Clean ventilation – the science of compliance

Building and facilities managers are responsible for ensuring compliance with the Associated Code of Practice from the Health and Safety Commission. This states that all mechanical ventilation systems should be regularly and properly cleaned, tested and maintained to ensure that they are kept clean and free from anything which may contaminate the air. Gary Nicholls, Managing Director of Swiftclean Environmental, highlights the risks of non-compliance and what cleaning procedures and protocols need to be put in place to ensure that regulations are met.

There are a few incontrovertible facts. First, poor maintenance of mechanical ventilation systems will lead to problems with airborne particulates, bacteria, uncomfortable humidity levels (too high or too low) and inefficient energy consumption. Second, building and facilities managers whose ducts and ventilation systems fail to comply with the regulations of the Health and Safety Commission, which state that ventilations systems should be cleaned ‘as appropriate’ and subject to ‘a suitable’ system of maintenance, face a very real threat of prosecution.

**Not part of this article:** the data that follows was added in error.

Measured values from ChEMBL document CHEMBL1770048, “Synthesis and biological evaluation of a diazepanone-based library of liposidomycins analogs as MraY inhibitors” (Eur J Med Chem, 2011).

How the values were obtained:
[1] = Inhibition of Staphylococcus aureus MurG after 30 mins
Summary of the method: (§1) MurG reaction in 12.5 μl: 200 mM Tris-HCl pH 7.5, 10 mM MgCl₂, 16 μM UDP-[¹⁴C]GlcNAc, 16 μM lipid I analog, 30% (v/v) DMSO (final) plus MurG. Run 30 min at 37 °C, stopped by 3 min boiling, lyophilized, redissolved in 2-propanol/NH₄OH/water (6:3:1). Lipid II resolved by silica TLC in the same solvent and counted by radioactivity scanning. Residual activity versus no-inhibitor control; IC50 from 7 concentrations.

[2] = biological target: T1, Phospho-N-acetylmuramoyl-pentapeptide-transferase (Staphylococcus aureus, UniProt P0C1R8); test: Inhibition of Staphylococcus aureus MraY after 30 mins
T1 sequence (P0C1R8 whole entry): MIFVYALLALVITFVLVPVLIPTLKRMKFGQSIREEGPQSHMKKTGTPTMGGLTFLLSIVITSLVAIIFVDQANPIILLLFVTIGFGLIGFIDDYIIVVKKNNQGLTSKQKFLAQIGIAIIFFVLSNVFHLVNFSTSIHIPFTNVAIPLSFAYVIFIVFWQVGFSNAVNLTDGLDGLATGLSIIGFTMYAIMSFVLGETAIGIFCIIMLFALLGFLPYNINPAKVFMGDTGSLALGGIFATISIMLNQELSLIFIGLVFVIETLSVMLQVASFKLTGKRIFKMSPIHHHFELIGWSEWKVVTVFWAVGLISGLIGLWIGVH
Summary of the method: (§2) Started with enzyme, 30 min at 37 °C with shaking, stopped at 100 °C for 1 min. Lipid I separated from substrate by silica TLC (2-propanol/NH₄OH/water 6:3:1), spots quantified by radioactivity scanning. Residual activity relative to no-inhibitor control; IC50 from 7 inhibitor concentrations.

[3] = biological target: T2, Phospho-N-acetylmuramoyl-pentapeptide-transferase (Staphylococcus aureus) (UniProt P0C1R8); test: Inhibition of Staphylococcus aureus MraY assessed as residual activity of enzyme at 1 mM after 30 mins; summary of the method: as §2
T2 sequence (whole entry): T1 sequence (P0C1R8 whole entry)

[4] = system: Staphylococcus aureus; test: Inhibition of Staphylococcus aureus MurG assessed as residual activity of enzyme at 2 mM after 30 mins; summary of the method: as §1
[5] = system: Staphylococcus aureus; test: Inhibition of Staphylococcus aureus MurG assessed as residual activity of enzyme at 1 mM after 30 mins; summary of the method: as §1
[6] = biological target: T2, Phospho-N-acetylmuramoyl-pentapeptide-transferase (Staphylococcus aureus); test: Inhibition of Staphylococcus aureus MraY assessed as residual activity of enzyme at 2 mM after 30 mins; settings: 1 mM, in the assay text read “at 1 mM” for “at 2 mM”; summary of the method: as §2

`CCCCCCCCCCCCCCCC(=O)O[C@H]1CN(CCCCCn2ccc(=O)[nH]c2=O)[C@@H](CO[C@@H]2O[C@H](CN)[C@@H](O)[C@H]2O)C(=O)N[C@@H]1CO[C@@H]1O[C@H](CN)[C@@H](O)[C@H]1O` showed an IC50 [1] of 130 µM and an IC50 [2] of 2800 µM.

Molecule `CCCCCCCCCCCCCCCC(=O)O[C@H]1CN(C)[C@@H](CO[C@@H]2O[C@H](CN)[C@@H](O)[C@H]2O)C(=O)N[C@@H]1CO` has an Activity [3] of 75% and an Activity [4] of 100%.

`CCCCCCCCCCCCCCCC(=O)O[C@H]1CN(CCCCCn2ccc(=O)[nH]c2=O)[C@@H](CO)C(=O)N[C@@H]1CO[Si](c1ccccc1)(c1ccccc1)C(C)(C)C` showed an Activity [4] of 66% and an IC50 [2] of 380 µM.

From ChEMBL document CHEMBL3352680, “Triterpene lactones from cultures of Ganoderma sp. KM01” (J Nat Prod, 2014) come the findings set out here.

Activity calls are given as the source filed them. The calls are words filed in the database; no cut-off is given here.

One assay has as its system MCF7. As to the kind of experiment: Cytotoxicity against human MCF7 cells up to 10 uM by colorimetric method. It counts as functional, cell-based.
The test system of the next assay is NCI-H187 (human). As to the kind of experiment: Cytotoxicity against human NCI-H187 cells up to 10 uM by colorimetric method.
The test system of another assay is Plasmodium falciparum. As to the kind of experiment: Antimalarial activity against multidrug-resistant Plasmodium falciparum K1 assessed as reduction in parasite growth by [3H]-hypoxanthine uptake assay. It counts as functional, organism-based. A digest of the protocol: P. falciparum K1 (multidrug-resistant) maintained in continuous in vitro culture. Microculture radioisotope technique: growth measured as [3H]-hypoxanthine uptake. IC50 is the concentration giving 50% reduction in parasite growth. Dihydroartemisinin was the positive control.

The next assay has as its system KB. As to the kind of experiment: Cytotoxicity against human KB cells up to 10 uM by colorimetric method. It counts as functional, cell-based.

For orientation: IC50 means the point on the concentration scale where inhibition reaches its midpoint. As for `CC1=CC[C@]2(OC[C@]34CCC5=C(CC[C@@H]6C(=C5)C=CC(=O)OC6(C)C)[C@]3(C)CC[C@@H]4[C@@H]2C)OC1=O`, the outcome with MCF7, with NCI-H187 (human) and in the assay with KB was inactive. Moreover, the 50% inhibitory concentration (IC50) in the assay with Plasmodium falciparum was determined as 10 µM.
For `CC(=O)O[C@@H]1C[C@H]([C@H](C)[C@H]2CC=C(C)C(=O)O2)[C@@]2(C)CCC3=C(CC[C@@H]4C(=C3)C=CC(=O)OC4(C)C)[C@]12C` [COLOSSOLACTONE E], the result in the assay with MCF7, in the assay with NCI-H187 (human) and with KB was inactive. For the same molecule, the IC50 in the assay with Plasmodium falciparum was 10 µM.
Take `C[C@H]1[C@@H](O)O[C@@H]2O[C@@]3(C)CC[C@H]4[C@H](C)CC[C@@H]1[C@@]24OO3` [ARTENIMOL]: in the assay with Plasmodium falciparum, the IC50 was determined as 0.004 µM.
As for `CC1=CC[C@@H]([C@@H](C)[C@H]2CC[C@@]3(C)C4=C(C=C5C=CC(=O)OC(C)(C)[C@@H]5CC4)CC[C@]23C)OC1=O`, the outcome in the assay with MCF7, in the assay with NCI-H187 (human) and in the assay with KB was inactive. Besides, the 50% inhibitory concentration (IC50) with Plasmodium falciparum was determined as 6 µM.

Managers must comply with current workplace regulations and the Associated Code of Practice from the Health and Safety Commission, which states that all mechanical ventilation systems should be regularly and properly cleaned, tested and maintained to ensure that they are kept clean and free from anything which may contaminate the internal environment.

Dirty air ducts can affect buildings and businesses in many ways. They can cause a drop in staff productivity and morale, while also ruining interior decor. They can also result in high levels of expenditure in the form of replacing any prematurely deteriorated air conditioning systems. Things like the accumulation of deposits in bathroom and toilet extract ducting, including paper dust from toilet paper, talcum powder, human skin flakes and fibres/lint from towels and freshly washed clothing, can all combine to create an unhealthy and potentially flammable cocktail. Yet, such deposits will not build up overnight. They will have formed over a number of years causing the relatively small air passages of the extraction systems to become ever more restricted until in severe cases they will completely block.

Where to start

Building owners are often unsure where to begin, as the problems can be so complex. We always recommend starting with a survey. This can involve putting CCTV cameras down risers and through ductwork to see what is going on. In some cases we may use existing access panels to enable physical examination and to take photographic record of the condition.